نمونه متن انگلیسی مقاله
We develop a dynamic stochastic general equilibrium model to examine how monetary policy shocks affect income inequality and the equity premium. The model features Ricardian and non-Ricardian households and shows that a monetary policy tightening causes an endogenous redistribution of income from non-Ricardians to Ricardians. Ricardians’ consumption comoves more strongly with asset returns, giving rise to high equity premia. We extend our model with several frictions and estimate it with generalized method of moments using US macroeconomic and financial data from 1960 to 2007. We find that the estimated model jointly matches the bond and equity premia. We complement our theoretical model with vector autoregression estimations and show that a tightening of US monetary policy increases equity premia.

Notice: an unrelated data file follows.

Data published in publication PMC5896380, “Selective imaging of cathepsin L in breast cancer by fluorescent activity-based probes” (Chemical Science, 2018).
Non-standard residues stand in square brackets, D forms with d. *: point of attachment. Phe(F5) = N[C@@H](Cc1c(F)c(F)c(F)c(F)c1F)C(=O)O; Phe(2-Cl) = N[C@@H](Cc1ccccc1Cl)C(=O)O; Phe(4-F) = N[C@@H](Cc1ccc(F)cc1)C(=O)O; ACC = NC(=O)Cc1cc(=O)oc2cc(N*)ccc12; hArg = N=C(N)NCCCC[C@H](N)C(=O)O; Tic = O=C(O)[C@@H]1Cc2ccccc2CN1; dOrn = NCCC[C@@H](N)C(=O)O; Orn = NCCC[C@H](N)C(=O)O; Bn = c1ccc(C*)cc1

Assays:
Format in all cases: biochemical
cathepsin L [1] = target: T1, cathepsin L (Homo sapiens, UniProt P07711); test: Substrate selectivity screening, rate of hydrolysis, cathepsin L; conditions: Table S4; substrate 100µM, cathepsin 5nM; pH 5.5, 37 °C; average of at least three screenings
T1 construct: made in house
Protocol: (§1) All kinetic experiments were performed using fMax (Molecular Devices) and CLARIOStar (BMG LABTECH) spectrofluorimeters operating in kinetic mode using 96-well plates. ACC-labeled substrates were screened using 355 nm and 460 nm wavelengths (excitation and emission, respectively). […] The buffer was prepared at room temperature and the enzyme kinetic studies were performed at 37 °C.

Following the recent financial crisis, there is a renewed interest in exploring the interactions between monetary policy and income inequality (Coibion et al., 2017; Davtyan, 2017). Traditionally, it has been assumed that the distributional effects of the monetary policy rate net out over the business cycle, and therefore, the interactions between monetary policy and inequality have rarely been examined. However, some recent papers show that monetary policy affects income inequality (Coibion et al., 2017) through various channels, such as financial segmentation. It has also been shown that income inequality can become a monetary policy transmission channel itself through earnings heterogeneity (Auclert, 2019). This is because low-income households typically have a higher marginal propensity to consume, and therefore, these households may benefit from monetary expansion more than rich households do. Although the literature examining the effects of monetary policy on income inequality is growing, the implications of income redistribution from a macro-finance perspective have not received sufficient attention in the literature so far. We try to bridge this gap in this paper. Specifically, our paper measures the effect of income redistribution on matching financial and macroeconomic moments jointly in a model with limited asset market participation (LAMP). Importantly, in our paper, income redistribution occurs endogenously, i.e., it is caused by monetary policy shocks. This approach extends the previous literature, which assumes exogenous redistribution shocks (see, e.g., Lansing (2015)). The current literature examining the effects of monetary policy on equity premia has focused on other issues, for example, on the role of market volatility (Mallick et al., 2017). Our first contribution is to show that monetary policy shocks are the source of the high equity risk premia in a simple model with LAMP. Our model is populated by Ricardian and non-Ricardian households. The former have access to bonds to smooth their consumption (‘optimizers’), while the latter do not. This unequal access implies that a limited share of the population participates in financial markets. NonRicardians receive only labor income, while Ricardians hold equity shares in firms.